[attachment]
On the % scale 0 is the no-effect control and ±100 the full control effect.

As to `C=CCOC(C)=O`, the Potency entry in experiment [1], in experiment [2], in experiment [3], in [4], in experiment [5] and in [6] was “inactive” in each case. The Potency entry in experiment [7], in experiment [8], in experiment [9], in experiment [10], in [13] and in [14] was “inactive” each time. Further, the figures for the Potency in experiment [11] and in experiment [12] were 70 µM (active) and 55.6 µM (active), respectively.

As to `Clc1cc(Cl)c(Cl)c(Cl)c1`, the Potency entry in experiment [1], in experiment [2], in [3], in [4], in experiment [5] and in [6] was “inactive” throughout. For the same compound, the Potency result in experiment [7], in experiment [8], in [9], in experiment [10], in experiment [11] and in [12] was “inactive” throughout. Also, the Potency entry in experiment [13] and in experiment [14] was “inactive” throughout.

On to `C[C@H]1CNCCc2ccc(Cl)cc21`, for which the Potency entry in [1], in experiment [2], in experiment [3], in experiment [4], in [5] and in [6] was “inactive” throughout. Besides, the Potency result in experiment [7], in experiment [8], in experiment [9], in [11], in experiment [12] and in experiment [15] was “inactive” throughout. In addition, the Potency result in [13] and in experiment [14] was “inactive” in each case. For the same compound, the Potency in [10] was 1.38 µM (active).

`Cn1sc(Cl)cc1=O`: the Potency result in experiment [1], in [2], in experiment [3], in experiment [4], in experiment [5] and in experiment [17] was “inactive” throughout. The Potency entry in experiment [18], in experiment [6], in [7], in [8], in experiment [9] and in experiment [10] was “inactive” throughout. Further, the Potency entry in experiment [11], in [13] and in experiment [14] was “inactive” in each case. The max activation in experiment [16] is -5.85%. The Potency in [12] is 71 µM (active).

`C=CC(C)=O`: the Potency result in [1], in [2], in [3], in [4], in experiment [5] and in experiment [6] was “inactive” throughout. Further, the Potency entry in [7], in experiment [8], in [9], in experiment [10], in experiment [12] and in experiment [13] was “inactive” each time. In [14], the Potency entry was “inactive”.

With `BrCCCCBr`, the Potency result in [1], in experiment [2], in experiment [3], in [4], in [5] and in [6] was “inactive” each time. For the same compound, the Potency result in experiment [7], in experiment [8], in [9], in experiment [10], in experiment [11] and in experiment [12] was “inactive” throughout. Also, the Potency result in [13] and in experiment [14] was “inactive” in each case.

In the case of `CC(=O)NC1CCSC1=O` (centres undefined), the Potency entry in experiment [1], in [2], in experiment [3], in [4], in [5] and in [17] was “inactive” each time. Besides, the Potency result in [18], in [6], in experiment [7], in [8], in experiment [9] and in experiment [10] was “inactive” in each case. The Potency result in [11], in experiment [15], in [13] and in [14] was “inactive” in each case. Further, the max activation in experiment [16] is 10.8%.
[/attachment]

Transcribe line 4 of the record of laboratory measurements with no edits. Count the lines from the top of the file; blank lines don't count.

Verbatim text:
On to `C[C@H]1CNCCc2ccc(Cl)cc21`, for which the Potency entry in [1], in experiment [2], in experiment [3], in experiment [4], in [5] and in [6] was “inactive” throughout. Besides, the Potency result in experiment [7], in experiment [8], in experiment [9], in [11], in experiment [12] and in experiment [15] was “inactive” throughout. In addition, the Potency result in [13] and in experiment [14] was “inactive” in each case. For the same compound, the Potency in [10] was 1.38 µM (active).